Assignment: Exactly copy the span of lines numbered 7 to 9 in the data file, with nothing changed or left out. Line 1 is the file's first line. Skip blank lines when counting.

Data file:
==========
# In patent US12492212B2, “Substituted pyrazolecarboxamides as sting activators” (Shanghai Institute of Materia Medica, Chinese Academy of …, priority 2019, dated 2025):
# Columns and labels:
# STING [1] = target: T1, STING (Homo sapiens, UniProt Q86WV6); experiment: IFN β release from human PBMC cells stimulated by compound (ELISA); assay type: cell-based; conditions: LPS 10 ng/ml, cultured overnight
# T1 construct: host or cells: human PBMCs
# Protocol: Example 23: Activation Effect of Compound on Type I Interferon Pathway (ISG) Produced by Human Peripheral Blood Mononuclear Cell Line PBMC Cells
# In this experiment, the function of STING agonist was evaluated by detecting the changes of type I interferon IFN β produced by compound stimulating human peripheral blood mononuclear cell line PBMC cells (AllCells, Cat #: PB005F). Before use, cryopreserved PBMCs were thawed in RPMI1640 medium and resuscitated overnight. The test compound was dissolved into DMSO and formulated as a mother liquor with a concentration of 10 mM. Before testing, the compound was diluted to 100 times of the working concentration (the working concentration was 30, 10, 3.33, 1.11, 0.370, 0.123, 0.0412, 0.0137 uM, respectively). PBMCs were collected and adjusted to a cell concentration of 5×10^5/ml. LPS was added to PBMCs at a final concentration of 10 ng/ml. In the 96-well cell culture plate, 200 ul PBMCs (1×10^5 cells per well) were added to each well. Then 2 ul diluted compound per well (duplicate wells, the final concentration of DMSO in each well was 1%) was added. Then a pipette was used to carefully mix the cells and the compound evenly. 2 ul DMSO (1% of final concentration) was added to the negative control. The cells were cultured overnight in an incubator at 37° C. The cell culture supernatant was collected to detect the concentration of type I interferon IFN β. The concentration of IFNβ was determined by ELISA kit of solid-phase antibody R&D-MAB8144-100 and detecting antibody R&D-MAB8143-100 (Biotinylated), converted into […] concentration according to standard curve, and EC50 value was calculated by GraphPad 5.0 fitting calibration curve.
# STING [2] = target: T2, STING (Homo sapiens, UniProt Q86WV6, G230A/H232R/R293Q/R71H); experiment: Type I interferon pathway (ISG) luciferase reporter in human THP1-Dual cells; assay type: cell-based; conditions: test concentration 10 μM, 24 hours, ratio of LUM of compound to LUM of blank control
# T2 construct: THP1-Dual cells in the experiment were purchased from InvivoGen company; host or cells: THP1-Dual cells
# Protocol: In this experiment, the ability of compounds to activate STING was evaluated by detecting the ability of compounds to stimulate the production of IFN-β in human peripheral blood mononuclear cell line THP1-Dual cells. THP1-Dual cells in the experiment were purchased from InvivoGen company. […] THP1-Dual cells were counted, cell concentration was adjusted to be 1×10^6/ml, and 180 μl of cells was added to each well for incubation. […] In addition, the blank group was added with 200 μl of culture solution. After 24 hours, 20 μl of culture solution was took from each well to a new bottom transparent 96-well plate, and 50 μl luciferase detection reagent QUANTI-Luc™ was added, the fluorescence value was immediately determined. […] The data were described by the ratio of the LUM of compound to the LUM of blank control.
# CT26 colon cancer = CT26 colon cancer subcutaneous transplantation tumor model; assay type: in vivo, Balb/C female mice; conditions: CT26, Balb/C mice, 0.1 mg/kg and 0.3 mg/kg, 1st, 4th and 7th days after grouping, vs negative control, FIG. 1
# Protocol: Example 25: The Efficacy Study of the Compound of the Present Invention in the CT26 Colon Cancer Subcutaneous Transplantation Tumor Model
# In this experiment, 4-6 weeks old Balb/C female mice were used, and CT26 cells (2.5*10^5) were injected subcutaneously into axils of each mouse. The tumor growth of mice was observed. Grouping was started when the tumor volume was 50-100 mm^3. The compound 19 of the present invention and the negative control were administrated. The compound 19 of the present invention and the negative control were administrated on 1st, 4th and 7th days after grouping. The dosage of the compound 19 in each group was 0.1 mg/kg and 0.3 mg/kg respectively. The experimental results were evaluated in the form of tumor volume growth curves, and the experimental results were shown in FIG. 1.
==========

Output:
# STING [2] = target: T2, STING (Homo sapiens, UniProt Q86WV6, G230A/H232R/R293Q/R71H); experiment: Type I interferon pathway (ISG) luciferase reporter in human THP1-Dual cells; assay type: cell-based; conditions: test concentration 10 μM, 24 hours, ratio of LUM of compound to LUM of blank control
# T2 construct: THP1-Dual cells in the experiment were purchased from InvivoGen company; host or cells: THP1-Dual cells
# Protocol: In this experiment, the ability of compounds to activate STING was evaluated by detecting the ability of compounds to stimulate the production of IFN-β in human peripheral blood mononuclear cell line THP1-Dual cells. THP1-Dual cells in the experiment were purchased from InvivoGen company. […] THP1-Dual cells were counted, cell concentration was adjusted to be 1×10^6/ml, and 180 μl of cells was added to each well for incubation. […] In addition, the blank group was added with 200 μl of culture solution. After 24 hours, 20 μl of culture solution was took from each well to a new bottom transparent 96-well plate, and 50 μl luciferase detection reagent QUANTI-Luc™ was added, the fluorescence value was immediately determined. […] The data were described by the ratio of the LUM of compound to the LUM of blank control.